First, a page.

Chapter 3 - 1930s: lastex and shoulder straps

The introduction of separate cups in the late 1920s improved the support and uplift provided to the breasts with increasingly complicated cup construction becoming common over the next few decades. The first stretch fibre, Lastex, was introduced in 1929 by the Dunlop Rubber Company and could be woven or knitted into one- or two-way stretch fabrics, providing a porous and lightweight alternative to rubber. Lastex was popular for use in brassiere manufacture in the 1930s because it retained its shape through much washing and wearing. Its use also meant that women whose measurements fell in-between the standard sizes were now catered for.

As uplifted breasts became a feature of the fashionable silhouette for women in the 1930s, more attention was paid to the specific elements of brassiere design that would make this possible. Fully elastic shoulder straps were trialled in the UK in the mid-30s but, perhaps because early elastics had too much stretch to be able to provide adequate support, a couple of other options proved to be more popular. Some bras featured a short section of elastic used to attach ribbon or fabric straps to the cup or to the back of the bra, and adjustable ribbon straps became more common in the late 30s.

Low back silk and lace bra by Cadolle, c. 1930s The Underpinnings Museum shot by Tigz Rice Studios 2017


Date:  1930s

Origin: France

Fabric: Silk and leavers lace

Brand: Cadolle

This brassiere offered not only the fashionable 1930s shape of a subtly lifted bustline, but also offered a low cut back that was likely designed to be worn with the low cut bias-gowns of the era. It is certainly a luxurious garment with high-end fabric and couture-like construction, likely intended only for occasion wear.

Shoulder straps are made with a combination of rayon satin and a strip of elastic and, unusually for the time period, feature an adjustable section with celluloid adjusters. Adjustable shoulder straps were rarely seen until the 1950s. The shoulder straps are placed at the cup apexes and are widely placed at the back, to allow for low back garments to be worn without the undergarment showing.

The garment was made in France by the Cadolle brand, to be sold in the Chicago department store stockist Marshall Fields. It was likely marketed as an ultra-luxe import, particularly since French fashion was renowned worldwide.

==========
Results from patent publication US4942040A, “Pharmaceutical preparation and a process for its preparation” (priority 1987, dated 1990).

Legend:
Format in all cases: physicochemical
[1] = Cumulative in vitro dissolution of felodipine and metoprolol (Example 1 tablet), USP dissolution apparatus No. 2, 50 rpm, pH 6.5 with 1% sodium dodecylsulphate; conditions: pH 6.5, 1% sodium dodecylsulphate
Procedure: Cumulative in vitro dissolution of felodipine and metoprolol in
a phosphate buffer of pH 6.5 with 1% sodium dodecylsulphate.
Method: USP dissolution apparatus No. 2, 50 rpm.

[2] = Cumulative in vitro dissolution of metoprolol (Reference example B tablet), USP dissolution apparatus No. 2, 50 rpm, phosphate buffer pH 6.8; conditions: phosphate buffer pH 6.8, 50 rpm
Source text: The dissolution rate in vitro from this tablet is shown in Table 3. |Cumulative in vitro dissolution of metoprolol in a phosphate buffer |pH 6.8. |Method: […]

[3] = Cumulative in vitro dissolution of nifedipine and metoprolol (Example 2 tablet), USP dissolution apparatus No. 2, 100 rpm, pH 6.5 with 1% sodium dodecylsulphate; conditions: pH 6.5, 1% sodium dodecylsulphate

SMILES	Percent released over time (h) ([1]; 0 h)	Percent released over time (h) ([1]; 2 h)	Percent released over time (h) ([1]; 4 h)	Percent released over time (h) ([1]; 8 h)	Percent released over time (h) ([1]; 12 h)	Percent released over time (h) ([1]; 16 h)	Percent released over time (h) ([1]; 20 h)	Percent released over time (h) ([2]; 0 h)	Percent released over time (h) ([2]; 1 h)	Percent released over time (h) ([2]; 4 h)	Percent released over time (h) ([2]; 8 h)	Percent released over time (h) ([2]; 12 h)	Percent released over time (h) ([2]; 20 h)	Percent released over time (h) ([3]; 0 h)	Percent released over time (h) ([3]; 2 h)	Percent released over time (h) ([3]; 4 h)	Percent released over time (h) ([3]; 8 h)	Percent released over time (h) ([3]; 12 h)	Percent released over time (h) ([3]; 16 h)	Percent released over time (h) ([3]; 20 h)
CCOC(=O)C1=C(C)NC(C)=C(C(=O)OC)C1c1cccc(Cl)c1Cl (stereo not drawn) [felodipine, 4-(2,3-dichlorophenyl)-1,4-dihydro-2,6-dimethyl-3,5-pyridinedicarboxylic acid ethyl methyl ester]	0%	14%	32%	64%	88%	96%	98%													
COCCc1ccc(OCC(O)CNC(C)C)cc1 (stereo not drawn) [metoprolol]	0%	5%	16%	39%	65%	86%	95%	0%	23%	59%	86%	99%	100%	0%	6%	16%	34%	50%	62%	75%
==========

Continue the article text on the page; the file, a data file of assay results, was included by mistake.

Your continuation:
Date:  Early 1930s

Origin: Great Britain

Fabric: Silk satin

Brand: Custom made

A soft cup style bra based on the ‘Kestos’ bra of the late 1920s. Kestos was patented in 1926 and the bra was arguably one of the first commercially produced bras with separated cups. It marked the shift in ideal body aesthetic from the flattened bust of the 1920s to the more voluptuous ideal of the 1930s.

The Kestos bra is based on two lightly darted triangle cups, overlapping at the centre front. Elasticated straps cross at the centre back, fastening around the front with buttons underneath the bust point. The bra was designed by Rosamond Lilian Klin, in London, England. The Kestos bra remained popular through the 1930s and 1940s. Although the Kestos brand produced many different styles, this bra shape became generically known as ‘The Kestos’.

This particular bra is not an authentic branded Kestos, but was custom made as part of a trousseau by a seamstress for an individual wealthy client. This piece is particularly noteworthy due to the luxurious and time-consuming techniques and fabrics used. The full set is constructed with a mix of machine stitching and hand sewing. The majority of core construction, such as the darts and interior binding stitching, is done by machine, with the majority of finishing done by hand.

Embroidered Silk Kestos Style Bra & Tap Pant Set, c. early 1930s The Underpinnings Museum shot by Tigz Rice Studios 2017
Kestos Bra 'Line' Advertisement, circa 1930s, The Underpinnings Museum


Date:  estimated to be 1930s

Origin: England

Brand: Kestos

The ‘Kestos’ style bra was one of the defining moments of 1930s lingerie, marking the move from the 1920s trend for a flattened bust to the more lifted ‘natural’ silhouette of the 1930s.  It was one of the first commercially produced bras available on the market.

This advertisement capitalises on women’s fears of not maintaining a fashionable silhouette, emphasising the need for ‘line’ and ‘control’: ‘it ensures the high breastline that fashion demands… and guards against physical and mental strain’.  Although such claims are disputable, it was not uncommon for underwear advertisements to laud the health benefits of their garments. It is also worth noting the use of illustrations rather than photographs, as it was arguably easier to create an idealised figure and image through drawing than photography at the time.

The slender women featured in the illustrations of many 1930s adverts for the Kestos Brassiere are elegant yet toned, capturing a dual obsession with Hollywood glamour and with fitness. One 1937 UK magazine advert features evocative description of the Kestos woman, describing her as appreciating the ‘exquisiteness of form’ of the Kestos, and the following paragraph states that ‘a simple adjustment of the straps and the everyday Kestos becomes a backless brassiere for evening or sports wear.’ Although the advert is clearly selling the lifestyle of this idealised Kestos woman, the reader’s attention is also drawn to the simple yet effective structure of the garment, and its uniquely adjustable straps.